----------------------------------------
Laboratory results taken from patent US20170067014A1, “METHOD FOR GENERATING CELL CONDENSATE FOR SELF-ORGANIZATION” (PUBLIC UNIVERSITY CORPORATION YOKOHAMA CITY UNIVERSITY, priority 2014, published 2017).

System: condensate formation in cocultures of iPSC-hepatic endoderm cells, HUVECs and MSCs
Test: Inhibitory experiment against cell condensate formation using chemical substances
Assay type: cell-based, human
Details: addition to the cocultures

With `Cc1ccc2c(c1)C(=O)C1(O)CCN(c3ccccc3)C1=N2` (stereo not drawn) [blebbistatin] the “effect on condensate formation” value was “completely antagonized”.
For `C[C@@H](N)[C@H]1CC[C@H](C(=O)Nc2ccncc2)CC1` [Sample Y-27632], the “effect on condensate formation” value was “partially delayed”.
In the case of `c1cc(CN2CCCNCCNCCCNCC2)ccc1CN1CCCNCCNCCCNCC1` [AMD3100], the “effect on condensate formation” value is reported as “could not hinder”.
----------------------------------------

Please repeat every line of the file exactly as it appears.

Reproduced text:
Laboratory results taken from patent US20170067014A1, “METHOD FOR GENERATING CELL CONDENSATE FOR SELF-ORGANIZATION” (PUBLIC UNIVERSITY CORPORATION YOKOHAMA CITY UNIVERSITY, priority 2014, published 2017).

System: condensate formation in cocultures of iPSC-hepatic endoderm cells, HUVECs and MSCs
Test: Inhibitory experiment against cell condensate formation using chemical substances
Assay type: cell-based, human
Details: addition to the cocultures

With `Cc1ccc2c(c1)C(=O)C1(O)CCN(c3ccccc3)C1=N2` (stereo not drawn) [blebbistatin] the “effect on condensate formation” value was “completely antagonized”.
For `C[C@@H](N)[C@H]1CC[C@H](C(=O)Nc2ccncc2)CC1` [Sample Y-27632], the “effect on condensate formation” value was “partially delayed”.
In the case of `c1cc(CN2CCCNCCNCCCNCC2)ccc1CN1CCCNCCNCCCNCC1` [AMD3100], the “effect on condensate formation” value is reported as “could not hinder”.